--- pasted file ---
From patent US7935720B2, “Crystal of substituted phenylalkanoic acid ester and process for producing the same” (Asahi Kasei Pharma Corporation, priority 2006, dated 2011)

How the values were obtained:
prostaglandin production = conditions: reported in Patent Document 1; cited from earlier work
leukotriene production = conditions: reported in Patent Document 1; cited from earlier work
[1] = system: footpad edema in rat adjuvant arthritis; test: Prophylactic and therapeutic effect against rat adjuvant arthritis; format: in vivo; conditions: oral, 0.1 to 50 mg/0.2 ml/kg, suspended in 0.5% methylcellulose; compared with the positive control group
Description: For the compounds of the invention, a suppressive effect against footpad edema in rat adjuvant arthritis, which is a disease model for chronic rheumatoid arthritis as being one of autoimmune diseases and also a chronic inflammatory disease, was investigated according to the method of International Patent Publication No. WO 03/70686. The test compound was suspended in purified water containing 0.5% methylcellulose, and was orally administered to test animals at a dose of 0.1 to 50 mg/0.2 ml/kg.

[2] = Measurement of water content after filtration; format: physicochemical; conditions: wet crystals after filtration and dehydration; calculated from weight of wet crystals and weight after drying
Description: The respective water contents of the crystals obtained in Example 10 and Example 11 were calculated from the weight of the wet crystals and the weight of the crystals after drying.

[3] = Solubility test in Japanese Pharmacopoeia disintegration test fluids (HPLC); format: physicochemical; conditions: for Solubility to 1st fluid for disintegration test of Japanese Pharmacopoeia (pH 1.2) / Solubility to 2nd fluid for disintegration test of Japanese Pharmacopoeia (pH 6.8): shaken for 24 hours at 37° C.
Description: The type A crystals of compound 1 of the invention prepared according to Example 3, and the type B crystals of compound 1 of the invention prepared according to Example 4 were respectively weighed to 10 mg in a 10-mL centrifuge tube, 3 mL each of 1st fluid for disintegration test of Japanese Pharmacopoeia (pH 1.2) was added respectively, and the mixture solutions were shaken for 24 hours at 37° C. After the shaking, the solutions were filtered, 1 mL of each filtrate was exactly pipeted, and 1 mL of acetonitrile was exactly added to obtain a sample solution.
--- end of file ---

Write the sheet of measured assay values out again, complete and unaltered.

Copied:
From patent US7935720B2, “Crystal of substituted phenylalkanoic acid ester and process for producing the same” (Asahi Kasei Pharma Corporation, priority 2006, dated 2011)

How the values were obtained:
prostaglandin production = conditions: reported in Patent Document 1; cited from earlier work
leukotriene production = conditions: reported in Patent Document 1; cited from earlier work
[1] = system: footpad edema in rat adjuvant arthritis; test: Prophylactic and therapeutic effect against rat adjuvant arthritis; format: in vivo; conditions: oral, 0.1 to 50 mg/0.2 ml/kg, suspended in 0.5% methylcellulose; compared with the positive control group
Description: For the compounds of the invention, a suppressive effect against footpad edema in rat adjuvant arthritis, which is a disease model for chronic rheumatoid arthritis as being one of autoimmune diseases and also a chronic inflammatory disease, was investigated according to the method of International Patent Publication No. WO 03/70686. The test compound was suspended in purified water containing 0.5% methylcellulose, and was orally administered to test animals at a dose of 0.1 to 50 mg/0.2 ml/kg.

[2] = Measurement of water content after filtration; format: physicochemical; conditions: wet crystals after filtration and dehydration; calculated from weight of wet crystals and weight after drying
Description: The respective water contents of the crystals obtained in Example 10 and Example 11 were calculated from the weight of the wet crystals and the weight of the crystals after drying.

[3] = Solubility test in Japanese Pharmacopoeia disintegration test fluids (HPLC); format: physicochemical; conditions: for Solubility to 1st fluid for disintegration test of Japanese Pharmacopoeia (pH 1.2) / Solubility to 2nd fluid for disintegration test of Japanese Pharmacopoeia (pH 6.8): shaken for 24 hours at 37° C.
Description: The type A crystals of compound 1 of the invention prepared according to Example 3, and the type B crystals of compound 1 of the invention prepared according to Example 4 were respectively weighed to 10 mg in a 10-mL centrifuge tube, 3 mL each of 1st fluid for disintegration test of Japanese Pharmacopoeia (pH 1.2) was added respectively, and the mixture solutions were shaken for 24 hours at 37° C. After the shaking, the solutions were filtered, 1 mL of each filtrate was exactly pipeted, and 1 mL of acetonitrile was exactly added to obtain a sample solution.